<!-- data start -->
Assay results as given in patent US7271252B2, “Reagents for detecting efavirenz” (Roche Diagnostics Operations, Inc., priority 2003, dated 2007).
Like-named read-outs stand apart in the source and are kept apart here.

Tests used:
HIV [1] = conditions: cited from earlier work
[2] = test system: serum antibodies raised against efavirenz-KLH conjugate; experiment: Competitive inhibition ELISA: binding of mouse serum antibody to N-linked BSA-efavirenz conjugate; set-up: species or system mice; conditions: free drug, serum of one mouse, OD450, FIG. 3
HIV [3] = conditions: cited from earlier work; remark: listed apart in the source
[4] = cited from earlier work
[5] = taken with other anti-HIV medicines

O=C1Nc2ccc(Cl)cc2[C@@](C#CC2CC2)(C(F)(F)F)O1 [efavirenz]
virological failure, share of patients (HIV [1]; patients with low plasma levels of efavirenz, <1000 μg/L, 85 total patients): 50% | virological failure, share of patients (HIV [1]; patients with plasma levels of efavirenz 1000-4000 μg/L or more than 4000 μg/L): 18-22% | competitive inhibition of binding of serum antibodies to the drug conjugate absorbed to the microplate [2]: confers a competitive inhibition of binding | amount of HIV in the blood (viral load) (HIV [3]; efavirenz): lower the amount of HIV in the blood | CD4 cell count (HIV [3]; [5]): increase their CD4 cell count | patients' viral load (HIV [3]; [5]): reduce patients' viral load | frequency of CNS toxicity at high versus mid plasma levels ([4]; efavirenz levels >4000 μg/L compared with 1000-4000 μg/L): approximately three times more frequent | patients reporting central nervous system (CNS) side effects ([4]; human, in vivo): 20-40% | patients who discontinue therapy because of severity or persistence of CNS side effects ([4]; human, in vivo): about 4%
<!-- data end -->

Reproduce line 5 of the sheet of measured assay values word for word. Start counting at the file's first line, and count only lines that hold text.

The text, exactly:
[2] = test system: serum antibodies raised against efavirenz-KLH conjugate; experiment: Competitive inhibition ELISA: binding of mouse serum antibody to N-linked BSA-efavirenz conjugate; set-up: species or system mice; conditions: free drug, serum of one mouse, OD450, FIG. 3